“I never regretted it,” Cavanagh said. “Being in jail was boring, but a lot of us felt that was the place to be because our government was acting criminally.”


Last Sunday, Cavanagh along with two other members of the Connecticut Peace Coalition New Haven — Monica McGovern and Corrie Carton — were demonstrating against the wars in Iraq and Afghanistan. As Cavanagh and McGovern held up the banner, Carton pranced among the pedestrians and offered pamphlets from her outstretched hand.

For a protest “committed to ending the violence of the United States government” as described on both sides of their half-page fliers, the group remained surprisingly quiet. As they stood, Cavanagh offered a history lesson to her colleagues about Whalley, Goffe and Dixwell (three judges involved in the execution of King Charles I who then fled to New Haven, where streets are now named after them); she then chatted about the beauty of hiking in West Rock.

Cavanagh said most people who walk by her on the median pay attention to her anti-war message, though some continue on their ways without a second glance. Many of the war veterans who have passed have thanked her, and cars driving by sometimes honk in support.

Carton, a single mom who makes a living by doing “odd jobs,” attends the Sunday Vigil as often as she can.

“I don’t know what else I could do to speak as loud as this does,” explained Carton, who said she cannot use the Internet and would not know how to write her thoughts on paper.

“I don’t know or care what peoples’ response to us is. But I know that we’re visible,” she said. “I put myself on the street corner. Everybody’s got to do something. All I can do is show up.”

Cavanagh, for her part, said that despite her continuing activism, she is not as optimistic as she once was and no longer expects fundamental change to American foreign policy to occur in her lifetime.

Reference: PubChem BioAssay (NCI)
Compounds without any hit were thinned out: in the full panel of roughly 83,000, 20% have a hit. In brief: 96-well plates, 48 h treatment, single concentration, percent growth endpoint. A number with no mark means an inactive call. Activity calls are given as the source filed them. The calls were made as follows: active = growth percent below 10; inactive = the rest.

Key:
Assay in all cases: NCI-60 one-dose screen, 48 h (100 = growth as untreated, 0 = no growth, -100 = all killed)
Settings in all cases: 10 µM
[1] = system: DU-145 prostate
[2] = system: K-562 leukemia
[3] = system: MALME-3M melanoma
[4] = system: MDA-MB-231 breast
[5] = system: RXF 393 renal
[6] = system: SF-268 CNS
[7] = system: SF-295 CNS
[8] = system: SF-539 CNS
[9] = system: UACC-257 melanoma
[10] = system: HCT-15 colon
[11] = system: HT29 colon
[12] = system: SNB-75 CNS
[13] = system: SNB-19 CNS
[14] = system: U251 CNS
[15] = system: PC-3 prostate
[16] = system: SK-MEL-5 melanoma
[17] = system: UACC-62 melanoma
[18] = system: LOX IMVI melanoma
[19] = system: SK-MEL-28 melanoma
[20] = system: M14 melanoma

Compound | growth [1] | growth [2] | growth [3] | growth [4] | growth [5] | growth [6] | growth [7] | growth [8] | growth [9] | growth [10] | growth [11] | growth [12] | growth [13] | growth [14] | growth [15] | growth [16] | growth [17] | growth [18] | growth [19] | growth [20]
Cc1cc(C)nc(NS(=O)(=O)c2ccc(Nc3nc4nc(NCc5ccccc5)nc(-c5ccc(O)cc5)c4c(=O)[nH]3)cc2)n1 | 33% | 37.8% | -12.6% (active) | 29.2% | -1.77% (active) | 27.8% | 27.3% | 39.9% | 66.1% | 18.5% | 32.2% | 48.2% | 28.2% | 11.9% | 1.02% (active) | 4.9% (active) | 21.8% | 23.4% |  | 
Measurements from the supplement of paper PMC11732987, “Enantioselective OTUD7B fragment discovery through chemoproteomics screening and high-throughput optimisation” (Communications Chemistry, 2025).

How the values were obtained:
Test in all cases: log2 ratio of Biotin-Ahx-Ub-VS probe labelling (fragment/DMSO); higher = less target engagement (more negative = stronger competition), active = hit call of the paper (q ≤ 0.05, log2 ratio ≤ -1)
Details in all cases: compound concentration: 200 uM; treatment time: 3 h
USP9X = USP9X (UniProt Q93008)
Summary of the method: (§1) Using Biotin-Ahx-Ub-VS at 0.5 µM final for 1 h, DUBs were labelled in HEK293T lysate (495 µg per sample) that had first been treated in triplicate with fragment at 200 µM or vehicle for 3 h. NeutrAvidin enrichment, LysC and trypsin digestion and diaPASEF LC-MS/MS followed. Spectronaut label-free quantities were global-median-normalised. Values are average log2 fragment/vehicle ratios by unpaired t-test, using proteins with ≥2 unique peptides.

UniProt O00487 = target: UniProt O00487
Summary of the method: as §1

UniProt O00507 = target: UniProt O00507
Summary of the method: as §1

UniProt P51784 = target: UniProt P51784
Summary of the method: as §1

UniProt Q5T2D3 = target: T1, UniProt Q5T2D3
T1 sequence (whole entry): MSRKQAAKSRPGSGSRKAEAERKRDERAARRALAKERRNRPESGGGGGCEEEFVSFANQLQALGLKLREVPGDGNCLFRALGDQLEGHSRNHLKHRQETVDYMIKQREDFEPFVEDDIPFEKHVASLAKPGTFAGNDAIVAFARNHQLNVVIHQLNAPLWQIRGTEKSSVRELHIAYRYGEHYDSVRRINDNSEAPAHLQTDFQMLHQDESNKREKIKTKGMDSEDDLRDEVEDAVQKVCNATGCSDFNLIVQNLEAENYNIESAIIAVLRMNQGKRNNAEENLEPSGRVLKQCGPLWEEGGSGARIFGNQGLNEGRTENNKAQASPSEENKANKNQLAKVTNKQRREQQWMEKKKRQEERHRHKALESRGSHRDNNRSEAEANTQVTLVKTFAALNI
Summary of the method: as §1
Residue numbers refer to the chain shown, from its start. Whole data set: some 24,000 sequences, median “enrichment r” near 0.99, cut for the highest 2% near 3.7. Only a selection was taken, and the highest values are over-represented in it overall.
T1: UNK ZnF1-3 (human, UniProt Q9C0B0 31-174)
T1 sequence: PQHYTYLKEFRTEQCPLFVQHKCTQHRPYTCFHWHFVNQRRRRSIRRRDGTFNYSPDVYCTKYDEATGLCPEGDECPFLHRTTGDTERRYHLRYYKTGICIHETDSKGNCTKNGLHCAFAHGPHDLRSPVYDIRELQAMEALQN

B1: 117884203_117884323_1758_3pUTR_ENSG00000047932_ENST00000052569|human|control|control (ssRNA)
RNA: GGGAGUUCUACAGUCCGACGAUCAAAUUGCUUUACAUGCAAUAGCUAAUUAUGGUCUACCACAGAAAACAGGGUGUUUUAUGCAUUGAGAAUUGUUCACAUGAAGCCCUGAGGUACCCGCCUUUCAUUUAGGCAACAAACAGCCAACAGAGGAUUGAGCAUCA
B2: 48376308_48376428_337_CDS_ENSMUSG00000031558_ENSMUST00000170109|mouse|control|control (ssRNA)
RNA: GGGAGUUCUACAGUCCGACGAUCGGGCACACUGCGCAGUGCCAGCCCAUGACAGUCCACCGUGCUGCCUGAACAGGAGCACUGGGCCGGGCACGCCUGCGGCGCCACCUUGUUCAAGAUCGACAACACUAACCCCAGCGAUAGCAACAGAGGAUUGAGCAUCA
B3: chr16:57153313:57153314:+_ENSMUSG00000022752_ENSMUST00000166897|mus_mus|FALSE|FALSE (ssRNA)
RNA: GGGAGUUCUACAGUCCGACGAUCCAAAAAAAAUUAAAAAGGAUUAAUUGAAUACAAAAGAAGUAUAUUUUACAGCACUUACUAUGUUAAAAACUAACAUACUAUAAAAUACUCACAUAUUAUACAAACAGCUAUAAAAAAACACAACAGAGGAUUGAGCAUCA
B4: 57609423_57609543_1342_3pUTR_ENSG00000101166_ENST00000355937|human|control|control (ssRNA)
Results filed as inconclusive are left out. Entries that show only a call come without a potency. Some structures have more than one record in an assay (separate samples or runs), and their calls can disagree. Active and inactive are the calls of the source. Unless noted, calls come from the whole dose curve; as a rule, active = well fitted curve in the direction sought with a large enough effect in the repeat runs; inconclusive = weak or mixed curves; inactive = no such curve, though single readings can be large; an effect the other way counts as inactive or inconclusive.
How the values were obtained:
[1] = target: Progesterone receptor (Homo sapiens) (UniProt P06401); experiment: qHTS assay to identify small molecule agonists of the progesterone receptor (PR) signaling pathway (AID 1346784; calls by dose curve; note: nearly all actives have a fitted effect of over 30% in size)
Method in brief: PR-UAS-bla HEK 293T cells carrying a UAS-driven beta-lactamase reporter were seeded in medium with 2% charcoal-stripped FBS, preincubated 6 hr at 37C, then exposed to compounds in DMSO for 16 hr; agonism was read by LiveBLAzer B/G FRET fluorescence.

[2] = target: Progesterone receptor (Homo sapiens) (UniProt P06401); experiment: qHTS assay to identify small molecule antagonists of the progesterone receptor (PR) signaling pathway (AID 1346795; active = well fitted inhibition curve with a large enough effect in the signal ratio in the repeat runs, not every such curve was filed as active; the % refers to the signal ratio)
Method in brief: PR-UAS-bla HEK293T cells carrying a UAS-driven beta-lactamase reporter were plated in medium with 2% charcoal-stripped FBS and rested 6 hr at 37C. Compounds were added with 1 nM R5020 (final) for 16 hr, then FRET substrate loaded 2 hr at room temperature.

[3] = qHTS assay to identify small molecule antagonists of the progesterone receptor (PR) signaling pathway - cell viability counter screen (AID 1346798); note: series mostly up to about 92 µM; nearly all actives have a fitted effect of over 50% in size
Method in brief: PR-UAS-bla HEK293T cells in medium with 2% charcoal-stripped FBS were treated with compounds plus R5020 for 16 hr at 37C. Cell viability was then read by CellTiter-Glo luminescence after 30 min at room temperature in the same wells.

“I guess at some point, when I was young and protesting the Vietnam War, I always thought we’d have an impact and change the world,” she said. “As I’ve gone along, I’ve realized the Vietnam War wasn’t an anomaly. We don’t take care of our own people. We go off and fight these wars.”

Regardless of her frustration, Cavanagh said she finds purpose in the words of a friend, and fellow activist, as spoken during a protest of the bombing of Cambodia: If we didn’t speak out now, what would subsequent generations think about us? What would they think about humanity?

So Cavanagh continues to take a stand each Sunday on her New Haven corner. She and her compatriots stand at their vigil in all weather, having only cancelled three times in the past 11 years. At 1 p.m., after the protest is over, Cavanagh climbs into her car — appropriately covered with activist bumper stickers and signs — to head to work.

“You just have to keep doing it. You have to keep speaking out or else you’re a part of the problem,” she said. “You have to keep trying.”